After paying various fees and submitting documents to the National Visa Center in New Hampshire, your spouse will next go through consular processing for an immigrant visa. This means your spouse submits additional paperwork to, and attends an interview at, a U.S. consulate in Jakarta, Indonesia. (As the U.S. petitioner, you may attend, but are not required to.)
Upon approval for the visa, your spouse can enter the U.S. on an immigrant visa. Upon U.S. entry, he or she becomes a lawful permanent resident.
The U.S. currently has three embassies in Indonesia, located in Jakarta, Surabaya, and Medan. However, only the embassy in Jakarta handles both immigrant and fiancé visa applications.
You will be given instructions when your case is transferred to the embassy in Jakarta, and can also check the embassy's website for information.
If your spouse happens to be living in another country than Indonesia, the consulate there would likely be the one to handle the case.
If your spouse initially came to the U.S. on a nonimmigrant (such as on a fiancé or student visa or as a tourist), and either you are a U.S. citizen or your spouse is still in valid status, he or she can apply to adjust status in the United States. The main form for this is an I-485. The two of you will attend an interview at one of USCIS's field offices.
Information about USCIS locations or service centers can be found at its website, www.uscis.gov. (Just make sure your spouse didn't commit visa fraud by using the nonimmigrant visa specifically to enter the U.S. and apply for a green card--see Risks of Entering the U.S. as a Tourist, Then Applying for Marriage- Based Green Card for details.)
If, however, your spouse entered the U.S. without inspection or by using a fake visa, or you are a permanent resident rather than a citizen, your situation is more complicated than this article can address. You may have difficulty obtaining a green card for your spouse, though it is not impossible. See an immigration attorney for details or if you have any questions about whether you qualify to adjust status within the United States.
No matter where you marry, you will need to obtain a certificate that convinces the U.S. immigration authorities that it was legally recognized in the state or country where it took place. Below are some tips on doing that.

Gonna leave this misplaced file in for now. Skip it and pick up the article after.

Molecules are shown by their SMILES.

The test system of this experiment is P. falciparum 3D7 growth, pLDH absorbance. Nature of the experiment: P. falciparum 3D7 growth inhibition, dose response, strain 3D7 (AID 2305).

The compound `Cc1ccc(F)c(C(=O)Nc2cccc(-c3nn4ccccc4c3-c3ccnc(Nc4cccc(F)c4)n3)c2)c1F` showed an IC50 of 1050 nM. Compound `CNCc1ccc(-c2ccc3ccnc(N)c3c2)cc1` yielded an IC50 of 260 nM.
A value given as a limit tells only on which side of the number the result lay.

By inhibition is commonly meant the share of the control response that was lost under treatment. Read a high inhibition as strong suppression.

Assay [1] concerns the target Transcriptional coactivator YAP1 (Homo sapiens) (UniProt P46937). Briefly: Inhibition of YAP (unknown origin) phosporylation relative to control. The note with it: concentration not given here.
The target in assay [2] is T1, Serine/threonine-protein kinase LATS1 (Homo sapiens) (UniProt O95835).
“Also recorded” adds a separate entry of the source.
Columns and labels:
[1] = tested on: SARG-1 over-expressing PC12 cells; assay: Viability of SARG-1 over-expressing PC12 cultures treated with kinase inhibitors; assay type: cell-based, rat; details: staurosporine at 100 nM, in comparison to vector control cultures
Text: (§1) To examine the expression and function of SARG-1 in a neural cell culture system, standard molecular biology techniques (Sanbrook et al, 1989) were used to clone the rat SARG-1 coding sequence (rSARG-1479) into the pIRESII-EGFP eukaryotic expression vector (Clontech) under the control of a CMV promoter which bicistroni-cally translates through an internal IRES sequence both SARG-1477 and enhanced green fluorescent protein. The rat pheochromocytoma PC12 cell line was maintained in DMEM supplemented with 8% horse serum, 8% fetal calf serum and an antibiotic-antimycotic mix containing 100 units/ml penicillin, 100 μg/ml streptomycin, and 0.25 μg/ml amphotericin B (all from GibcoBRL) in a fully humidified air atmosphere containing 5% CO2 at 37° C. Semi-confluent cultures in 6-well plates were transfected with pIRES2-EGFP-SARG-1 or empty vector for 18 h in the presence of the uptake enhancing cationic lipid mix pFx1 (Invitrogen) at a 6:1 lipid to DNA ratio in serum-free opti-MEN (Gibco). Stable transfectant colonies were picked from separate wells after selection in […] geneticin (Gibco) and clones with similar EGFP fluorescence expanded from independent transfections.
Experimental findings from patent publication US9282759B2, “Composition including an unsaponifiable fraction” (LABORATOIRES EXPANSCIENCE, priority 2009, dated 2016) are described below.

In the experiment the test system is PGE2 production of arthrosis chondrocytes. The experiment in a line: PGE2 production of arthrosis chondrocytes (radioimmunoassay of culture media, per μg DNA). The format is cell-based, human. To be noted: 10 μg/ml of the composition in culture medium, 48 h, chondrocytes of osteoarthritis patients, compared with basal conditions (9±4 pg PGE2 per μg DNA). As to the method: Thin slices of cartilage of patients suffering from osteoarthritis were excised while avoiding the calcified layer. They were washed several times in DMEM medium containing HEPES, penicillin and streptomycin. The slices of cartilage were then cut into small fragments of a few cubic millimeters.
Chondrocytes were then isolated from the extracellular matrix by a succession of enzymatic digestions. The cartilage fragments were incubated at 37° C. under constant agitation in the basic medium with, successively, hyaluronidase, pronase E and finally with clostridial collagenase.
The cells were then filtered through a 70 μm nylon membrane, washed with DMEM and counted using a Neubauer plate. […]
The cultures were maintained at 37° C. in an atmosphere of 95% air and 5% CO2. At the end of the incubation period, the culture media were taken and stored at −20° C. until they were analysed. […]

If you have married, or plan to get married in your fiancé or spouse's home country, you will first need to look into Indonesia's requirements for legal marriage.
According to information provided by the U.S. State Department, getting married in Indonesia may not work for everyone. First, there is no option for a solely civil ceremony. Both spouses must share the same religion, either Islam, Hindu, Buddhist, or Christian. They must hold a religious ceremony, and meet various requirements depending on which religion it is and which district of the country the wedding is held in.
The U.S. half of the couple will need to get what's called an "Affidavit of Eligibility for Marriage" from the U.S. embassy before the marriage. The purpose of this affidavit is to show that you aren't already married to someone else or otherwise legally disqualified from marrying. Obtaining the affidavit will require a personal visit to the embassy, at which you will sign a statement before a Consular Officer. Take your U.S. passport and the latest notary fee. If you have been previously married, be sure to bring proof that the marriage legally ended, such as a divorce or annulment decree or a death certificate.
After the marriage ceremony, you will need to obtain a certificate of that marriage for purposes of U.S. immigration. The U.S. government keeps track of what documents are considered legally valid from each country, Indonesia included, and will reject your marriage certificate if it doesn't come from the proper source. Check the State Department's "Country Reciprocity Schedule" to get further details on what documents from Indonesia it considers valid. (Enter "Indonesia," then scroll down the page.) You'll notice that in Indonesia, the proper source depends again on what religious institution your marriage took place in.
If you will hold your wedding in the U.S., you need to follow the laws of the state where you marry. For a summary, see Marriage Laws in Your State. You will need to obtain a marriage certificate from a local government office. A church certificate, for example, is not enough.